Not My Wheelhouse
This book was a gift from Malin during last year’s CBR book exchange. I had mentioned that I don’t read much in the Romance genre but would be interested in trying, and she sent The Hating Game, a favorite among Cannonballers.
*Note: the first square that I filled on my bingo card was with a book from Malin, and the first review I wrote for CBR10 was for a book from Malin. Next bingo cards needs a square called “Malin Recommends”!
If I am honest, I have to admit that I consciously avoid the romance genre. A more literary romance like Pride and Prejudice is fine, or a romance that crosses genres such as Yangsze Choo’s The Ghost Bride, which was more fantasy and mystery than romance, I can handle. But the straight up “kissing book” is just not interesting to me. I have noticed, however, that it is very much of interest to many Cannonballers, and The Hating Game seems to have quite a following, so here we go, outside the wheelhouse.
The Hating Game is a contemporary romance involving our heroine and narrator Lucy Hutton and her nemesis and office partner Josh Templeman. They are executive assistants to the co-CEOs of a publishing company called Gamin Bexley, the result of a financially necessary merger for both formerly independent companies. Lucy, CEO Helen and the Gamin crew are sort of librarian/book lover types who sometimes look and operate in unconventional ways. Josh, CEO Mr. Bexley and the Bexley crew are business oriented/suited/bottom line types. Lucy makes it clear from page one that she and Josh hate each other and have done so for nearly a year. He has been cold and rude from day one, and the two of them have passive aggressively been at each other for months; they are an HR nightmare, with each reporting the other for various infractions. Their mutual animosity is the stuff of legend at Gamin Bexley. The dynamic begins to change when Helen and Mr. Bexley announce the creation of a new position as chief operating officer. Both Lucy and Josh want the job so the competition will be fierce. Lucy has always loved books and libraries, and if she does not get the job, she feels she will have no choice but to leave Gamin Bexley, as having Josh for a boss would be absolutely out of the question for her. The situation gets more complicated though when Lucy, dressed to the nines, arranges a date with an outgoing employee. She and Josh have a rather “charged” encounter in an elevator, and Lucy feels all kinds of conflict. On one hand, she hates Josh and sees him as her #1 competition; on the other hand, she was kinda turned on by the elevator encounter. Is he playing mind games with her to trip her up? Or is something else going on?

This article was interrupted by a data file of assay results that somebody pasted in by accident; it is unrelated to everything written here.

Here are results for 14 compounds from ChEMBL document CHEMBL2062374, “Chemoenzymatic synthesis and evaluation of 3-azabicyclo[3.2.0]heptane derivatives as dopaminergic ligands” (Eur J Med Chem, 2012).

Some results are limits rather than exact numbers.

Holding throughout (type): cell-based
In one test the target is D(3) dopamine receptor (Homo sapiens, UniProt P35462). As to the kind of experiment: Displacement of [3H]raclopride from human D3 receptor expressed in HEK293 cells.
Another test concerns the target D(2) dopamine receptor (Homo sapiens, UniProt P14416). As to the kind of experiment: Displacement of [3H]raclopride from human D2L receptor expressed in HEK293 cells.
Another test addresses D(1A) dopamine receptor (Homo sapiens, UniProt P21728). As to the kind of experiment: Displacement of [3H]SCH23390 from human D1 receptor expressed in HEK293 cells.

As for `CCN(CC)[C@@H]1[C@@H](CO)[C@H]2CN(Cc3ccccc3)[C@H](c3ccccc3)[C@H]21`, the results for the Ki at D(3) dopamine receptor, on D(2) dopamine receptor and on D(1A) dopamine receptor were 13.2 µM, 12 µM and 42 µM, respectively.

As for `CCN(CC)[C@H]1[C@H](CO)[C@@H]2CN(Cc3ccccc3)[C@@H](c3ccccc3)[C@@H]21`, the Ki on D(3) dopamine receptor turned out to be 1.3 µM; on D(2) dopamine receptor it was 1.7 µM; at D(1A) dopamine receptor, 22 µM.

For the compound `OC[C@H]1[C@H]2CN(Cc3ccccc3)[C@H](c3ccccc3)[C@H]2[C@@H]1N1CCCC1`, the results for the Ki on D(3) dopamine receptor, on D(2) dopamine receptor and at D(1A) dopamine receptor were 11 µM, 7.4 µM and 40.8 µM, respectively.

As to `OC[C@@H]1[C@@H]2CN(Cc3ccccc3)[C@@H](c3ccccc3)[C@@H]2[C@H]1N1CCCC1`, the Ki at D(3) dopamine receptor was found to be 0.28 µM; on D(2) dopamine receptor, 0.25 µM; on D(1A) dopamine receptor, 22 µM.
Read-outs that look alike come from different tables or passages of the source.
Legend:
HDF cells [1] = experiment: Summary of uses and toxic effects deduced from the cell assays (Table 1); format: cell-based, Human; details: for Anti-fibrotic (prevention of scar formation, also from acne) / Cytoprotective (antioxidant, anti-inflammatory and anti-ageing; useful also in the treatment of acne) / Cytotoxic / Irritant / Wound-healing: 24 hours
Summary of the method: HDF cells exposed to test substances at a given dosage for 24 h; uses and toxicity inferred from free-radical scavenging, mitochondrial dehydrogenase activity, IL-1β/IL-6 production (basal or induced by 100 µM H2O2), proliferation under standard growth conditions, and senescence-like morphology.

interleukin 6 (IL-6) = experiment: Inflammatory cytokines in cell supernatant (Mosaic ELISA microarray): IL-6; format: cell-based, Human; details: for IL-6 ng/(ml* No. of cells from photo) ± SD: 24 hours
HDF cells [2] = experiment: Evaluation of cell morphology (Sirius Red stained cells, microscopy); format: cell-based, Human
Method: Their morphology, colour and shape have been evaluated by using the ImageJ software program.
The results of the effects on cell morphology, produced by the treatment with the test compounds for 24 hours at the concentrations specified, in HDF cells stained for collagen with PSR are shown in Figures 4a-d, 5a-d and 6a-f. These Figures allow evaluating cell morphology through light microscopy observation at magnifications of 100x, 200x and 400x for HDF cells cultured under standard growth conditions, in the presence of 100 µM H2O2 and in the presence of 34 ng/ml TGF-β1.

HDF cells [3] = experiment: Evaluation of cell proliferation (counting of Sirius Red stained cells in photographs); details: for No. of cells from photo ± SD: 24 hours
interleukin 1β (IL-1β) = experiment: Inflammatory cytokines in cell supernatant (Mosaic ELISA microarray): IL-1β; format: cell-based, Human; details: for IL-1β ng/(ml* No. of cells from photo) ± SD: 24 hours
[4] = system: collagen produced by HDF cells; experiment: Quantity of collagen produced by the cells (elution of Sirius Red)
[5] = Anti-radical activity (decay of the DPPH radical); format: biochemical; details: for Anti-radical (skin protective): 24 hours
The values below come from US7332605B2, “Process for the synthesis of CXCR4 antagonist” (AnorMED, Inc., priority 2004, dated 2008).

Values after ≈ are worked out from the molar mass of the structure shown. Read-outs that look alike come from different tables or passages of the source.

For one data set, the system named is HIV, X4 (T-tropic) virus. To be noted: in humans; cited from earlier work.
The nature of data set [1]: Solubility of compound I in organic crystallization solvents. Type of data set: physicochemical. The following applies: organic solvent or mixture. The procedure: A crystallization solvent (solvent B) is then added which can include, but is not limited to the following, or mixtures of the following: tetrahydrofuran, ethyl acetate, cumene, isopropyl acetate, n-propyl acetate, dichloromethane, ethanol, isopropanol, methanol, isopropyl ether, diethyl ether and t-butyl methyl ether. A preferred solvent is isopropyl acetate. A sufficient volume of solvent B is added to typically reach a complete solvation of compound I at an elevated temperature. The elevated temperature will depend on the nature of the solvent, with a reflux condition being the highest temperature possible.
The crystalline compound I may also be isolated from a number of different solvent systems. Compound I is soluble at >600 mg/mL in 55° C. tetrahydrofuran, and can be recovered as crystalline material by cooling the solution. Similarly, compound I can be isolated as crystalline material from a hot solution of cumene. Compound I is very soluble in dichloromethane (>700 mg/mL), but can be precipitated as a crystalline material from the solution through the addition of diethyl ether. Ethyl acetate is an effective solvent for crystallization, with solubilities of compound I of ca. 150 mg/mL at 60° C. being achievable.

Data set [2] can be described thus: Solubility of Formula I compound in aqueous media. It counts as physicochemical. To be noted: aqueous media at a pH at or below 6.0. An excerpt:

So the thing about romance novels, as far as I can tell from my very limited experience, is that the journey is the destination. In other words, it’s kind of a given that the two smoldering, strong-willed leads are going to get together eventually; the interesting part is how that happens. If you really like pages-long descriptions of amorous encounters leading up to but not including sex (at least not the first couple of times), then this book should do the trick. I have no problem with this aspect of the book, no judgment here; I just don’t care much about it. What I did find interesting about this book (and about another romance novel I read this summer but have not reviewed yet) is the idea of hatred/dislike being a short step away from lust/love. And by “interesting” I mean I think it’s weird and messed up. Perhaps it’s my age (I’m 54) or my upbringing (all girls high school and Catholic educational institutions from 2nd grade through university), but I found Josh’s behavior really cringe-worthy and not sexy. I guess it’s supposed to be ok because Lucy really wants it even if she doesn’t give consent? I mean, this guy should not only have been fired but maybe also brought up on charges. How are you supposed to know that he doesn’t treat every woman who challenges him in exactly the same way? I guess because Lucy jokes about his “serial killer eyes” and because this is a romance novel and Josh is obviously the hero, we can wink it all away. Plus, everybody else at Gamin Bexley seems to see that there is “something” between them even if Lucy doesn’t. I dunno, it just makes me uncomfortable.
So, I’m kind of a party pooper. Sorry! I guess romance is still not really in my wheelhouse. I will say, though, that I liked The Hating Game better than the other romance novel I read but haven’t reviewed yet. Stay tuned!